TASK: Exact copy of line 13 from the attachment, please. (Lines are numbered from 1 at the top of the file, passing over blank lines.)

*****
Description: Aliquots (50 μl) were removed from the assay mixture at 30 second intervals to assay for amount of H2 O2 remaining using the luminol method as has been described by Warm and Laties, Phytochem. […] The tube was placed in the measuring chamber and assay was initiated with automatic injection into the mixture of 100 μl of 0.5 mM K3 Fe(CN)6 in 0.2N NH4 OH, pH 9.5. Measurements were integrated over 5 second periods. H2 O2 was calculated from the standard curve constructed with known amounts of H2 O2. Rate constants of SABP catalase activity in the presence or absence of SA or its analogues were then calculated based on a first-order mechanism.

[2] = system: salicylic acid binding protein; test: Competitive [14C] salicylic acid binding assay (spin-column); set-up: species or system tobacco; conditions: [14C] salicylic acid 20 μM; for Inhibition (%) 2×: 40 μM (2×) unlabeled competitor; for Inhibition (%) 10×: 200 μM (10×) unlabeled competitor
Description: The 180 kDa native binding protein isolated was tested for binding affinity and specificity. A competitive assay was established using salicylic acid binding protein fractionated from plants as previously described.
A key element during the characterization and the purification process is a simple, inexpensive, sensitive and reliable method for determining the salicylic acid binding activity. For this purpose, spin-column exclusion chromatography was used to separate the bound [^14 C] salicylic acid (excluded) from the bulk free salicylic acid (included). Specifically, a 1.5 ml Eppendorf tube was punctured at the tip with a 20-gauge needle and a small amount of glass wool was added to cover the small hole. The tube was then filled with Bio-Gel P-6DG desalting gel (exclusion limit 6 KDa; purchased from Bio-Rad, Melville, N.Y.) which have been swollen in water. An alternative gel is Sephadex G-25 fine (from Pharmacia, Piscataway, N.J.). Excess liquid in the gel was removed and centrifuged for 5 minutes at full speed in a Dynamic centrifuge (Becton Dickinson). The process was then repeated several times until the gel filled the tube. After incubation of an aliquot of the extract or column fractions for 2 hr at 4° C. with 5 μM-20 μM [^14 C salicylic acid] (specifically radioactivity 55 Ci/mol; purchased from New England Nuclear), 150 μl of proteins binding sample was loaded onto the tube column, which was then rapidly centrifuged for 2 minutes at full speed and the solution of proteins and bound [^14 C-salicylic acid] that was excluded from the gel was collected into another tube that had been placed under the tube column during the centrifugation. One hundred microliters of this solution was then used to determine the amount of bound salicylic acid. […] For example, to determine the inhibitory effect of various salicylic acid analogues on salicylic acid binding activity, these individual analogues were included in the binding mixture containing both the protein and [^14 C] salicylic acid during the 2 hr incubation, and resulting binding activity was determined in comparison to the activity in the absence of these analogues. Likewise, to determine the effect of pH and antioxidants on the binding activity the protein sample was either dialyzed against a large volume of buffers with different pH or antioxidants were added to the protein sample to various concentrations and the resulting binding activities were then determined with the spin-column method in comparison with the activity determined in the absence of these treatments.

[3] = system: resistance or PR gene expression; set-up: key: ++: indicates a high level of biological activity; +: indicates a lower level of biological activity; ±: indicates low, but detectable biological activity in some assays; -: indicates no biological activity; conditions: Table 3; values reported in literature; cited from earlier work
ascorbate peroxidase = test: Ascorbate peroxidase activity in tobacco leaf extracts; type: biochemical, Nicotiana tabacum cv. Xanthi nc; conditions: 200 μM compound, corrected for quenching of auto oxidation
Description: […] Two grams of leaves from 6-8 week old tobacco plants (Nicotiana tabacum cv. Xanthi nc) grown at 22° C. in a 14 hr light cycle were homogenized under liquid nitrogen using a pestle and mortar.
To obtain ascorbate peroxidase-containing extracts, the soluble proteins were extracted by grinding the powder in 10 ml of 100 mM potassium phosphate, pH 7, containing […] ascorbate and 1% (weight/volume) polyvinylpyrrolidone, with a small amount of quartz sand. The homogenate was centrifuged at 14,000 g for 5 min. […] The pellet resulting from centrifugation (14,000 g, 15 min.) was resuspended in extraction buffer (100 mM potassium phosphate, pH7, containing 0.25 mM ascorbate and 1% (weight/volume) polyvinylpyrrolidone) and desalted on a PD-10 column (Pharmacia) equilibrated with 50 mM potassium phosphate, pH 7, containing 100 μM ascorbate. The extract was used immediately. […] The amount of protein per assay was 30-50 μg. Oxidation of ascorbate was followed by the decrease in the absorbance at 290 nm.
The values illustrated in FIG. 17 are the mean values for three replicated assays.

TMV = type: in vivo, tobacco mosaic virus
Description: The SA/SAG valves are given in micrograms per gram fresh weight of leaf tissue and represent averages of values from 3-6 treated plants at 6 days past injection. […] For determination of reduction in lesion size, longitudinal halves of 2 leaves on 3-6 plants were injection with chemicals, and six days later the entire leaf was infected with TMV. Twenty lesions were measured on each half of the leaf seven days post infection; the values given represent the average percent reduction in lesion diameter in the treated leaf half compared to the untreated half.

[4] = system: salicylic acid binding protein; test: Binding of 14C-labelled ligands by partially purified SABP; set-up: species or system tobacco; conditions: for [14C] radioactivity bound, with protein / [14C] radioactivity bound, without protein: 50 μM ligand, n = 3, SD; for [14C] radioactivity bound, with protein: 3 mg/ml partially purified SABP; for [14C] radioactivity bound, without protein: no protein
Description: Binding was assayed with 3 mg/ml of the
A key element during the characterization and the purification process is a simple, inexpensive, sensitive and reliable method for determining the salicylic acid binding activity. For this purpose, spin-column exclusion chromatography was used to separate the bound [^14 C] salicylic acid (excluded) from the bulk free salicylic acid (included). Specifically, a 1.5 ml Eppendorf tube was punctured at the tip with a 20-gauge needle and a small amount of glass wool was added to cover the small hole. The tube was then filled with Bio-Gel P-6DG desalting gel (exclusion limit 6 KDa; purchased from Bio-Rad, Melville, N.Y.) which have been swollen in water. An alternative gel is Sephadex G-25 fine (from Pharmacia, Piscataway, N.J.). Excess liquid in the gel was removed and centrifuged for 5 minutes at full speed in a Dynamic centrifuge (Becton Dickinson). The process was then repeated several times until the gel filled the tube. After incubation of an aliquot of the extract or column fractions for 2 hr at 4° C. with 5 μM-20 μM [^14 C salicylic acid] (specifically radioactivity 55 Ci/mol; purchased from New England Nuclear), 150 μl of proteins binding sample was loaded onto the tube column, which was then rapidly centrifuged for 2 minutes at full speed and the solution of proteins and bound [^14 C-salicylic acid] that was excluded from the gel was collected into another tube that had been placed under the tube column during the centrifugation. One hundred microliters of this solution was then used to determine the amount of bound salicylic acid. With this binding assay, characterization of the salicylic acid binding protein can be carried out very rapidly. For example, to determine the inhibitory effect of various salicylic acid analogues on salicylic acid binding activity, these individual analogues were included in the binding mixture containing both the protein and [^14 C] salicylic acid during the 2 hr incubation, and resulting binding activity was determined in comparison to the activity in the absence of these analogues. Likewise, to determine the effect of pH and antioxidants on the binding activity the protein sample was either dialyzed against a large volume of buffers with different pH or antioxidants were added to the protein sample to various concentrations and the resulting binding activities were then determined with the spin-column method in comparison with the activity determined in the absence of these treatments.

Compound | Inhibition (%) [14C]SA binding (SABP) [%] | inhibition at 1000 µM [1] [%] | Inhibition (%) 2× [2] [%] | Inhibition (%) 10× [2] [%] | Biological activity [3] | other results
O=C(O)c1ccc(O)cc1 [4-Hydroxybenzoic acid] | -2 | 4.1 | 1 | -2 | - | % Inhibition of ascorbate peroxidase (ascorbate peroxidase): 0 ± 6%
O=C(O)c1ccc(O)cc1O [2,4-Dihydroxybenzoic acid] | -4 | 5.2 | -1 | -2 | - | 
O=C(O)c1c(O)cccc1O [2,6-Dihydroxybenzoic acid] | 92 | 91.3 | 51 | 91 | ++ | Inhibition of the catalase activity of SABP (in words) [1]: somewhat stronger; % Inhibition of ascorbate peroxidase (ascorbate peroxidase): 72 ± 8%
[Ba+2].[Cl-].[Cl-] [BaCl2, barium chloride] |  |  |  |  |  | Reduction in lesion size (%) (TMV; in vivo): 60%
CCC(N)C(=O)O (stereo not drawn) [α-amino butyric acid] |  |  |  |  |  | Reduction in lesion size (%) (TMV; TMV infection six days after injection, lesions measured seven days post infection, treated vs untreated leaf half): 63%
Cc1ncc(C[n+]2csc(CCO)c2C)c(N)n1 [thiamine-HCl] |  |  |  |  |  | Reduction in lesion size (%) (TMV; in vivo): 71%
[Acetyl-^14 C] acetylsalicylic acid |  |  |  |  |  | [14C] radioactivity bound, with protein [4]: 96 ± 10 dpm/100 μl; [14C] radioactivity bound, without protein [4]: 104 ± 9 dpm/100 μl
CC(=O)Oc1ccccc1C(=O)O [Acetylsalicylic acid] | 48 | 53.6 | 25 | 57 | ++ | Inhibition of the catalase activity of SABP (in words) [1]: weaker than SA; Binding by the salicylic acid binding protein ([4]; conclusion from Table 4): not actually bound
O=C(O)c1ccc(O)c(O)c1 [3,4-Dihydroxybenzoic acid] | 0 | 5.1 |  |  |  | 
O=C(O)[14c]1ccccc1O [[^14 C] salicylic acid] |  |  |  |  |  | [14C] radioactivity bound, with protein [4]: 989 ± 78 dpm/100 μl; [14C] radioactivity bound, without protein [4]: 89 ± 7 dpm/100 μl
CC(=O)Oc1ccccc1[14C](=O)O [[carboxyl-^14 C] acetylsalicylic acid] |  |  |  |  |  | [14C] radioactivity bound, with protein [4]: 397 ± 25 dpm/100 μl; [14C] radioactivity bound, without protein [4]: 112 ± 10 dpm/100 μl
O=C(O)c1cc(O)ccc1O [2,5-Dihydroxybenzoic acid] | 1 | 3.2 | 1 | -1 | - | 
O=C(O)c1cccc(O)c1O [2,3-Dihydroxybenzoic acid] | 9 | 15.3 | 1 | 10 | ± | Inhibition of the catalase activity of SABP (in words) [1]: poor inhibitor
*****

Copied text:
Description: Binding was assayed with 3 mg/ml of the